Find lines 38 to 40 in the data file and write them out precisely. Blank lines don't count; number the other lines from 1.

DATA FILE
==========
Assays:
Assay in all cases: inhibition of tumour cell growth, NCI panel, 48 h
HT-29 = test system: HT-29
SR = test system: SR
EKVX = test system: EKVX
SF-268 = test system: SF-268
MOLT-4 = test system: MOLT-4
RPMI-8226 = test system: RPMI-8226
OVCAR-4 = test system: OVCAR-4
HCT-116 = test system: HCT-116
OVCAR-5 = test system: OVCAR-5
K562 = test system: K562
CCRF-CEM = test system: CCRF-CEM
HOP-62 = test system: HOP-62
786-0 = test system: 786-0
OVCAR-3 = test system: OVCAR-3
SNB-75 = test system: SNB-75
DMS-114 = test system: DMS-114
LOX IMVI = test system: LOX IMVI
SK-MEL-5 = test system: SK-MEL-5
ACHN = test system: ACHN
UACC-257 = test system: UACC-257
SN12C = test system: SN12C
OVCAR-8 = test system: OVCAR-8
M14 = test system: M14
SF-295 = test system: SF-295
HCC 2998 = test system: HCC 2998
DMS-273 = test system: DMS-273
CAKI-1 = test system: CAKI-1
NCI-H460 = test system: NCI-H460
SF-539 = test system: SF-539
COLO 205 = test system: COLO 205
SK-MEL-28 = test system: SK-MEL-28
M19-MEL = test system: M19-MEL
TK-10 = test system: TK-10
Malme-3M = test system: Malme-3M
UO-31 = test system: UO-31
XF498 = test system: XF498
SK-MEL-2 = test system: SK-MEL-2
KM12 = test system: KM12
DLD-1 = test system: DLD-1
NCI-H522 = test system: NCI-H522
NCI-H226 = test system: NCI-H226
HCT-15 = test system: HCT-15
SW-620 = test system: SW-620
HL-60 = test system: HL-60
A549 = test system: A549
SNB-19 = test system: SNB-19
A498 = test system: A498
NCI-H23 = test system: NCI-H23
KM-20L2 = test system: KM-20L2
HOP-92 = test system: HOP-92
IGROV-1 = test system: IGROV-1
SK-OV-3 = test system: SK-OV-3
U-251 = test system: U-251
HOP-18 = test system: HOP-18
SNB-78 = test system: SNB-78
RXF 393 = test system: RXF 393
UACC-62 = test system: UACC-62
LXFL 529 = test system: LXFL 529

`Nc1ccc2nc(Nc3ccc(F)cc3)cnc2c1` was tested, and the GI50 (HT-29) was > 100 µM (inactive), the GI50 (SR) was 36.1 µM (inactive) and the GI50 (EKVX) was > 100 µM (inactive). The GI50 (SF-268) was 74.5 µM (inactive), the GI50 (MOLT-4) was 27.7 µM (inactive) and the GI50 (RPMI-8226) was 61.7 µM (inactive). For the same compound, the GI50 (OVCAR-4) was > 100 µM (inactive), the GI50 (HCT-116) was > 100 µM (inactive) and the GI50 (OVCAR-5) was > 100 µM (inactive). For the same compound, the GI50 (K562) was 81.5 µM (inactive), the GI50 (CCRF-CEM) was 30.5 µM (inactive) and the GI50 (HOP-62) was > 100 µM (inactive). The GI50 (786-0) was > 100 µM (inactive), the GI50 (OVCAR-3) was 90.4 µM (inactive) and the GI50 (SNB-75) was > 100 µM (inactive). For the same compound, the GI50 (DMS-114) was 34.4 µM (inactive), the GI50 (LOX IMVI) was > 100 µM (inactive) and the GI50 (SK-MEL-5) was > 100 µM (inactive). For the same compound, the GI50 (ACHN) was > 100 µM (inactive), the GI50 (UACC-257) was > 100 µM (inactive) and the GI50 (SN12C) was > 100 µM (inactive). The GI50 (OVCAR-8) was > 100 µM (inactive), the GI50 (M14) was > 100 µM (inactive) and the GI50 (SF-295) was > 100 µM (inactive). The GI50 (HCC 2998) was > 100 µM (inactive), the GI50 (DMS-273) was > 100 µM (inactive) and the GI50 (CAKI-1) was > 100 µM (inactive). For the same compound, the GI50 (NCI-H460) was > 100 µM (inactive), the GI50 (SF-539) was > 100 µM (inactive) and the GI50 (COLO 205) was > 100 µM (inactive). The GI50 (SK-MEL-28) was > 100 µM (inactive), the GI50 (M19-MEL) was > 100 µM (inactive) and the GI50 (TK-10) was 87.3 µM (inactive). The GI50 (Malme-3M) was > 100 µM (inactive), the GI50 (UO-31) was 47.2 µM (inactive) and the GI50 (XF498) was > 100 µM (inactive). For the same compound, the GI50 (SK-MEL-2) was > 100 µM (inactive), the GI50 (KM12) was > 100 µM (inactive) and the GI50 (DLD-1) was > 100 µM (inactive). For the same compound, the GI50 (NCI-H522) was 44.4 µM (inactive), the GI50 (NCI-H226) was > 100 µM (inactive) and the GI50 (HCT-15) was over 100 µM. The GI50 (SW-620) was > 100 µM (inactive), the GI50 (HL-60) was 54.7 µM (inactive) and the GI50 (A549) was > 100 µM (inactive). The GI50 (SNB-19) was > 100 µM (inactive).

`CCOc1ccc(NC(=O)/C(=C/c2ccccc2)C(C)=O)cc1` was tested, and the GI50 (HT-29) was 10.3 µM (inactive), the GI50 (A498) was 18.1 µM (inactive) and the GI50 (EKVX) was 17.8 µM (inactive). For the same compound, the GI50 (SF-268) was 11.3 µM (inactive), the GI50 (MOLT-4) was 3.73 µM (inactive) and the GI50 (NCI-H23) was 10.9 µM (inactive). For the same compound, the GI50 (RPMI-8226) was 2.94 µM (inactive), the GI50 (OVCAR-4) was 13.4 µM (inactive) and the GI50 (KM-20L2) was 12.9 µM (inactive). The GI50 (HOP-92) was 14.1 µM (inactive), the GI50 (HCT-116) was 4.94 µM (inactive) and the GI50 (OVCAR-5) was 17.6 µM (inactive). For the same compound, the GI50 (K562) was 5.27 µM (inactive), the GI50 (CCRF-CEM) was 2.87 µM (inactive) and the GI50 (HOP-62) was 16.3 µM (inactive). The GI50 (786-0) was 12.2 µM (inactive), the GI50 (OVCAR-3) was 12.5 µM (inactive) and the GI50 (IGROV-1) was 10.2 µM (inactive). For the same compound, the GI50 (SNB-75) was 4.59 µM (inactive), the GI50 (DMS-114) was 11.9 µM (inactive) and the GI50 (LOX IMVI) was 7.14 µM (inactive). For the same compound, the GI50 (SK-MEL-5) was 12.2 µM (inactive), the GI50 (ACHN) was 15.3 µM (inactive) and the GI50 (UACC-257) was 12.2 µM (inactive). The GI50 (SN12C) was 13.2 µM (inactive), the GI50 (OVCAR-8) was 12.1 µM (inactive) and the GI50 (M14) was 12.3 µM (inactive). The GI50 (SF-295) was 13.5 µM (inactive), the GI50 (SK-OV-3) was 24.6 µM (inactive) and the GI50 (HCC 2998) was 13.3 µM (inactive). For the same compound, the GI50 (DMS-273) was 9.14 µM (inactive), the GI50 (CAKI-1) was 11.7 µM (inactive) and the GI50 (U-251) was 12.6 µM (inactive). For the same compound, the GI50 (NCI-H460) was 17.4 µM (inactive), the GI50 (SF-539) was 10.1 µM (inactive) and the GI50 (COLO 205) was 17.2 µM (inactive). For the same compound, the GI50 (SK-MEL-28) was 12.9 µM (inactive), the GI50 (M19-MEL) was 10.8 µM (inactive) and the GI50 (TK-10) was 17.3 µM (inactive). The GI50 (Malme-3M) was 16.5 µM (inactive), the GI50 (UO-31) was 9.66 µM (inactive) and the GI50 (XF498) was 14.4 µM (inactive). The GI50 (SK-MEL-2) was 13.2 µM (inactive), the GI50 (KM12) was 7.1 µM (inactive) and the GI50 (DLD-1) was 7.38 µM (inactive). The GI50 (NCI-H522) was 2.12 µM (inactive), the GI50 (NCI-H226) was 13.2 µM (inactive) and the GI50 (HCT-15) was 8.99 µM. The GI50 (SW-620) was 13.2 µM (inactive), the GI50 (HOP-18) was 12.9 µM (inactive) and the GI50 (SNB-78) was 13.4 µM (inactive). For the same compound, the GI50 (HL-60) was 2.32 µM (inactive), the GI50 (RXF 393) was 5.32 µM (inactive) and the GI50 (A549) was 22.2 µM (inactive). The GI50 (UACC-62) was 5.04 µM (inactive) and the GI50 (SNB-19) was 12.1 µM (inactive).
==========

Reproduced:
XF498 = test system: XF498
SK-MEL-2 = test system: SK-MEL-2
KM12 = test system: KM12